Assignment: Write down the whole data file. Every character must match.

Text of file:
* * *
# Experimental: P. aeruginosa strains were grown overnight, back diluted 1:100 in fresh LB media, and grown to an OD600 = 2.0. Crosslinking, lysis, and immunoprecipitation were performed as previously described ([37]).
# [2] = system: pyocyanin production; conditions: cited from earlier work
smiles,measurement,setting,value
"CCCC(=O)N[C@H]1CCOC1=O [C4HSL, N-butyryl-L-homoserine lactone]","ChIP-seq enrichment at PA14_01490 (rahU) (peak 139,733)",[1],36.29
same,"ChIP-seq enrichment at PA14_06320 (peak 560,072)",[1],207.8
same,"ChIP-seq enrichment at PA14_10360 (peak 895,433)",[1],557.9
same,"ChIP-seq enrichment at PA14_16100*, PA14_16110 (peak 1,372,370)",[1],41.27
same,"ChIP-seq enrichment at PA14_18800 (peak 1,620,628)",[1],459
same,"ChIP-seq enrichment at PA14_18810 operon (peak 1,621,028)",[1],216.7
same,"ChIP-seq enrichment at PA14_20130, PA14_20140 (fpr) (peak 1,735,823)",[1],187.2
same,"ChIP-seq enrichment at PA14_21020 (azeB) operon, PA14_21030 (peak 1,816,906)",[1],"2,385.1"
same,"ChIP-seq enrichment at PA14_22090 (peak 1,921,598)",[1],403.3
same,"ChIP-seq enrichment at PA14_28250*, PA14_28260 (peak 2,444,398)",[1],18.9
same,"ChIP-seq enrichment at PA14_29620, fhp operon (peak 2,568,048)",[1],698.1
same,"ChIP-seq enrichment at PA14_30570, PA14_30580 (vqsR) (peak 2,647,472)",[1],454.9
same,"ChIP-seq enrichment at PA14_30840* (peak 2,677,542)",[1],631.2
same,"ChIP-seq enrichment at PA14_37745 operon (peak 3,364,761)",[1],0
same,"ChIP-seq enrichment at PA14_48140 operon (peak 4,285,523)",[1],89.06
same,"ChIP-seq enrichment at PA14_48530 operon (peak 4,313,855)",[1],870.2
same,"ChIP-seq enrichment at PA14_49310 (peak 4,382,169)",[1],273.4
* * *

# Experimental: P. aeruginosa strains were grown overnight, back diluted 1:100 in fresh LB media, and grown to an OD600 = 2.0. Crosslinking, lysis, and immunoprecipitation were performed as previously described ([37]).
# [2] = system: pyocyanin production; conditions: cited from earlier work
smiles,measurement,setting,value
"CCCC(=O)N[C@H]1CCOC1=O [C4HSL, N-butyryl-L-homoserine lactone]","ChIP-seq enrichment at PA14_01490 (rahU) (peak 139,733)",[1],36.29
same,"ChIP-seq enrichment at PA14_06320 (peak 560,072)",[1],207.8
same,"ChIP-seq enrichment at PA14_10360 (peak 895,433)",[1],557.9
same,"ChIP-seq enrichment at PA14_16100*, PA14_16110 (peak 1,372,370)",[1],41.27
same,"ChIP-seq enrichment at PA14_18800 (peak 1,620,628)",[1],459
same,"ChIP-seq enrichment at PA14_18810 operon (peak 1,621,028)",[1],216.7
same,"ChIP-seq enrichment at PA14_20130, PA14_20140 (fpr) (peak 1,735,823)",[1],187.2
same,"ChIP-seq enrichment at PA14_21020 (azeB) operon, PA14_21030 (peak 1,816,906)",[1],"2,385.1"
same,"ChIP-seq enrichment at PA14_22090 (peak 1,921,598)",[1],403.3
same,"ChIP-seq enrichment at PA14_28250*, PA14_28260 (peak 2,444,398)",[1],18.9
same,"ChIP-seq enrichment at PA14_29620, fhp operon (peak 2,568,048)",[1],698.1
same,"ChIP-seq enrichment at PA14_30570, PA14_30580 (vqsR) (peak 2,647,472)",[1],454.9
same,"ChIP-seq enrichment at PA14_30840* (peak 2,677,542)",[1],631.2
same,"ChIP-seq enrichment at PA14_37745 operon (peak 3,364,761)",[1],0
same,"ChIP-seq enrichment at PA14_48140 operon (peak 4,285,523)",[1],89.06
same,"ChIP-seq enrichment at PA14_48530 operon (peak 4,313,855)",[1],870.2
same,"ChIP-seq enrichment at PA14_49310 (peak 4,382,169)",[1],273.4